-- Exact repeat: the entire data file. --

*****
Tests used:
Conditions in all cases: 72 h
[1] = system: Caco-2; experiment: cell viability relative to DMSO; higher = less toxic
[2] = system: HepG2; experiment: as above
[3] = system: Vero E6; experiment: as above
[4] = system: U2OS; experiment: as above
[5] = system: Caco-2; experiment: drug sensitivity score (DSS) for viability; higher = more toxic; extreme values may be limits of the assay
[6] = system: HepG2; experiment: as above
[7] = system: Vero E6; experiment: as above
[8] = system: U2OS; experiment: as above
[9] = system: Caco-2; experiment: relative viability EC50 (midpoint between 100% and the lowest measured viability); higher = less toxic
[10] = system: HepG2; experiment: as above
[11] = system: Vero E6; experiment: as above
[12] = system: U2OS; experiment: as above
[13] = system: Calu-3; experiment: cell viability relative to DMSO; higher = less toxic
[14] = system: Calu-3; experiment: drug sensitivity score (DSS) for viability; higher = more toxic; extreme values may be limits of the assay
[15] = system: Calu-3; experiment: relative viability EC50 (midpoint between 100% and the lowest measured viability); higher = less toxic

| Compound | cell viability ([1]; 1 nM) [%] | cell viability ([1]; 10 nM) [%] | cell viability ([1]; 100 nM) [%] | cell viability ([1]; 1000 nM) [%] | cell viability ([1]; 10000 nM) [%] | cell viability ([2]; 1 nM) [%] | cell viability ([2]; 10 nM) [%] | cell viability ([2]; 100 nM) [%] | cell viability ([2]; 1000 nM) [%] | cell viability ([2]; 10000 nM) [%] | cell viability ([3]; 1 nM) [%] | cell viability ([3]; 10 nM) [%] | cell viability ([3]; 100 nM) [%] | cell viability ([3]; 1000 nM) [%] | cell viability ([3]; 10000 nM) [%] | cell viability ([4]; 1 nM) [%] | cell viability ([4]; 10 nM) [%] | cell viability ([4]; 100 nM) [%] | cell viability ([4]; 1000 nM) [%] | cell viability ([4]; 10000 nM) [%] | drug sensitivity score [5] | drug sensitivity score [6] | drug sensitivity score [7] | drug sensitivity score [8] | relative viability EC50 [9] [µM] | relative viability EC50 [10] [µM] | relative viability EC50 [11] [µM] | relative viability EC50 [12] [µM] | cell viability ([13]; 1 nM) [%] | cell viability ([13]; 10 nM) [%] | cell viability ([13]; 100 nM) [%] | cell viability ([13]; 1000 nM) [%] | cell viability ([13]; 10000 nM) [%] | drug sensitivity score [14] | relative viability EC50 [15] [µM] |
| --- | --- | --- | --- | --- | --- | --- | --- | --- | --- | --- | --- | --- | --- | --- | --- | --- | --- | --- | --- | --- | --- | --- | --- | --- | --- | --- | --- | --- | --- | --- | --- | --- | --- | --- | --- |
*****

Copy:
Tests used:
Conditions in all cases: 72 h
[1] = system: Caco-2; experiment: cell viability relative to DMSO; higher = less toxic
[2] = system: HepG2; experiment: as above
[3] = system: Vero E6; experiment: as above
[4] = system: U2OS; experiment: as above
[5] = system: Caco-2; experiment: drug sensitivity score (DSS) for viability; higher = more toxic; extreme values may be limits of the assay
[6] = system: HepG2; experiment: as above
[7] = system: Vero E6; experiment: as above
[8] = system: U2OS; experiment: as above
[9] = system: Caco-2; experiment: relative viability EC50 (midpoint between 100% and the lowest measured viability); higher = less toxic
[10] = system: HepG2; experiment: as above
[11] = system: Vero E6; experiment: as above
[12] = system: U2OS; experiment: as above
[13] = system: Calu-3; experiment: cell viability relative to DMSO; higher = less toxic
[14] = system: Calu-3; experiment: drug sensitivity score (DSS) for viability; higher = more toxic; extreme values may be limits of the assay
[15] = system: Calu-3; experiment: relative viability EC50 (midpoint between 100% and the lowest measured viability); higher = less toxic

| Compound | cell viability ([1]; 1 nM) [%] | cell viability ([1]; 10 nM) [%] | cell viability ([1]; 100 nM) [%] | cell viability ([1]; 1000 nM) [%] | cell viability ([1]; 10000 nM) [%] | cell viability ([2]; 1 nM) [%] | cell viability ([2]; 10 nM) [%] | cell viability ([2]; 100 nM) [%] | cell viability ([2]; 1000 nM) [%] | cell viability ([2]; 10000 nM) [%] | cell viability ([3]; 1 nM) [%] | cell viability ([3]; 10 nM) [%] | cell viability ([3]; 100 nM) [%] | cell viability ([3]; 1000 nM) [%] | cell viability ([3]; 10000 nM) [%] | cell viability ([4]; 1 nM) [%] | cell viability ([4]; 10 nM) [%] | cell viability ([4]; 100 nM) [%] | cell viability ([4]; 1000 nM) [%] | cell viability ([4]; 10000 nM) [%] | drug sensitivity score [5] | drug sensitivity score [6] | drug sensitivity score [7] | drug sensitivity score [8] | relative viability EC50 [9] [µM] | relative viability EC50 [10] [µM] | relative viability EC50 [11] [µM] | relative viability EC50 [12] [µM] | cell viability ([13]; 1 nM) [%] | cell viability ([13]; 10 nM) [%] | cell viability ([13]; 100 nM) [%] | cell viability ([13]; 1000 nM) [%] | cell viability ([13]; 10000 nM) [%] | drug sensitivity score [14] | relative viability EC50 [15] [µM] |
| --- | --- | --- | --- | --- | --- | --- | --- | --- | --- | --- | --- | --- | --- | --- | --- | --- | --- | --- | --- | --- | --- | --- | --- | --- | --- | --- | --- | --- | --- | --- | --- | --- | --- | --- | --- |